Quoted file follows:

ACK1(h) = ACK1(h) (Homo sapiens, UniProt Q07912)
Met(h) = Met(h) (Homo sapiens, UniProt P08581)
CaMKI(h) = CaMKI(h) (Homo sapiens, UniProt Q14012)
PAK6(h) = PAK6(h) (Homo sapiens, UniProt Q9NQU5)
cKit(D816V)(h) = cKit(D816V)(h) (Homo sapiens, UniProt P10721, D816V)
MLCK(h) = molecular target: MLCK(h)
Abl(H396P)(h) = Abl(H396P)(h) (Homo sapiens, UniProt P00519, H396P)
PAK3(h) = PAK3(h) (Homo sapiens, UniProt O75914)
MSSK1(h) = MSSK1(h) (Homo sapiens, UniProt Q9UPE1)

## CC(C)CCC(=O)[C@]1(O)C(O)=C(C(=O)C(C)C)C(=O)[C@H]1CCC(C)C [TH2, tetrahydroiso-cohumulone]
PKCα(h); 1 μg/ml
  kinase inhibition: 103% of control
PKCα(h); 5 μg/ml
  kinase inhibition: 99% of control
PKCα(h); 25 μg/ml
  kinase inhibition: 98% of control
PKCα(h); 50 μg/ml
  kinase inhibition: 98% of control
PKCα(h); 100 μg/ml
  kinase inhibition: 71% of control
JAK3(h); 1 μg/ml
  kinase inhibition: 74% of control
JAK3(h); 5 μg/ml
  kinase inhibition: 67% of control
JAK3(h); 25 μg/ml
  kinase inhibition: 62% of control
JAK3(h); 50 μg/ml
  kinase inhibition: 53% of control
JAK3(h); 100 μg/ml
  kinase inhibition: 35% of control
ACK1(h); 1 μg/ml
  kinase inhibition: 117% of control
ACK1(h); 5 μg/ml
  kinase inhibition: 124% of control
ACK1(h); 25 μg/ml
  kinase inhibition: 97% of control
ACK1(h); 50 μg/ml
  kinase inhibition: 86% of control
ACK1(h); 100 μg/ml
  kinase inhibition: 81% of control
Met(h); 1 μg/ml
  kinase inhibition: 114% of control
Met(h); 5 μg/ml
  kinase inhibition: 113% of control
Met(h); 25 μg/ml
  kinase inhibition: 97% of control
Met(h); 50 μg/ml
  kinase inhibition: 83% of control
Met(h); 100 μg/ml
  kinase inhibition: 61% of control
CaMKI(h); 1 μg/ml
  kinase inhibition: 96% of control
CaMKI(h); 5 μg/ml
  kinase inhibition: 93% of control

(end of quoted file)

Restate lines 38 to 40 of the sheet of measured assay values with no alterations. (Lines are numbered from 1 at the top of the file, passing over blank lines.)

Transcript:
  kinase inhibition: 86% of control
ACK1(h); 100 μg/ml
  kinase inhibition: 81% of control